Make an Appoinment
Posted by Alexander Body Vehicle Insurance Tips

Filing Third-Party Claims after an Auto Accident

Filing Third Party Claim

One of the first things you should do when you’re injured in an accident is to file a claim. You might file it with your insurance company or the other driver’s insurance company. The claim is so that you may be compensated for any medical expenses, lost time at work, property damage and other damages related to the accident. When you file with the other driver’s insurance company, you are filing a third-party claim.

Third-Party Claims

If you’re filing a claim, the insurance company will want to interview you. At this point, you’ll have to give the insurance company the details of the accident. Be sure to get a police report and submit a copy to the insurance company.

Other documentation you’ll need includes:

  • Medical bills and records. Be sure to notify the insurance company if you expect ongoing medical care and will be submitted subsequent medical bills.
  • Repair estimates. The insurance company may ask for up to three different estimates. However, it is very important to note that it is Ohio state law that you only need 1 estimate.
  • The dollar amount you’re claiming.

Third-Party Claims with an Attorney

If you have retained an attorney and the claim turns into a lawsuit, the attorney will provide the police report during the discovery process.

Always send copies of documents – never your originals. You may need those originals should the process become contentious. You should also keep careful documentation of everything you’re going through, including phone calls to your insurance company and the other driver’s insurance company, medical processes, vehicle repairs and other processes related to the accident.

First and Third-party Claims

Whether you file a first or third-party claim depends on who is at fault for the accident. Generally, if you’re at fault, you file a first party claim with your own insurance company. If you’re not at fault or if you’re only partially at fault, you would file a third-party claim – a claim with the other driver’s insurance company. Most people have insurance coverage for third parties in the event someone is injured because of their actions.

How to Make a Third-Party Vehicle Accident Claim

The first step in making a third-party claim is notifying the insurance company of the accident. A phone call will be the best way to take care of this. If you can’t reach anyone via phone, then a letter to the insurance company will suffice. Even if you think you are at fault, you should send the representative a letter simply stating that you were in an accident involving someone covered by them. Do not give details of the accident until you speak with your attorney. You may give them your attorney’s contact information. Send the letter via certified mail so you’re sure they have been notified. You may also call the insurance company, but a phone call should always be followed up with a letter. Even in the phone call, don’t give the insurance company any information about the accident.

Once you have given notice that you were involved in an accident, the insurance company starts to follow its procedures for third-party claims. It may be awhile before you are paid on your claim, and the insurance company will most likely try to negotiate a settlement. If you provided your attorney’s information, the insurance company will contact your attorney to negotiate a settlement.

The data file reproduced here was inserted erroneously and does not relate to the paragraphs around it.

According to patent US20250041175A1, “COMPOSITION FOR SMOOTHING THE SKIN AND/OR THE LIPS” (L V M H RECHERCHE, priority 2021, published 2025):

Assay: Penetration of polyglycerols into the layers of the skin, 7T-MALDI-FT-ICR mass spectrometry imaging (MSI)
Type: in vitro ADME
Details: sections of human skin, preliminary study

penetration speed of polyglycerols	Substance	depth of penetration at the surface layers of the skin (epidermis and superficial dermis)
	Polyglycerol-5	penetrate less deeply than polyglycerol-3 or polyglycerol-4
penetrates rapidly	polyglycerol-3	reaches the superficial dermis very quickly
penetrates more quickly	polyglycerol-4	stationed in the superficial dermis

Types of Third-party Claims

Third-party claims vary depending on your state’s laws. A state may be no fault or fault. However, some characteristics of the third-party claim remain the same, regardless of how your state treats fault. The basis of a third-party claim is that you have on contractual obligation with the insurance party. Thus, third-party claims include:

  • Filing with another driver’s insurance company.
  • If you are injured while driving a company car. The third-party is the company’s insurance coverage.
  • If you are injured in an accident in your own vehicle that you use for your job, you would file a claim with your employer’s insurance company. This is also a third-party claim.

Any claim made to an insurance company that is not your own is a third-party claim.

Filing a Third-party Claim in a Fault State vs. No-Fault State

Generally, if you live in a no-fault state, you are most likely required to recover funds from your own insurance company. However, that requirement does not exist in tort states, like Ohio. In tort states, the driver at fault is responsible for paying a victim’s medical expenses. As long as the other driver was at fault in the accident, you may file with his or her insurance company for recovery.

The third-party claims could be easy or could be complex depending on how the accident occurred. As long as everyone is sure the other driver caused the accident or the other insurance company is liable, those insurance companies generally process third-party claims quickly.

If the fault is disputed or the injuries are significant, recovery of funds could become difficult. If the insurance company doesn’t believe its insured is at fault, the company will start an investigation and recovery of your money will take significantly longer. The third-party insurance company would rather settle since the cost of litigation could wind up being in the thousands.

Top-Quality Accident Repair

If you have been involved in an auto accident, the skilled technicians at Alexander Body & Fender can help you get back on the road. Our auto body shop is proud to have served Akron, Ohio for more than 90 years. Contact Alexander Body & Fender at (330) 376-8105 or request an estimate today.

Tags: , ,

About Author

Alexander Body & Fender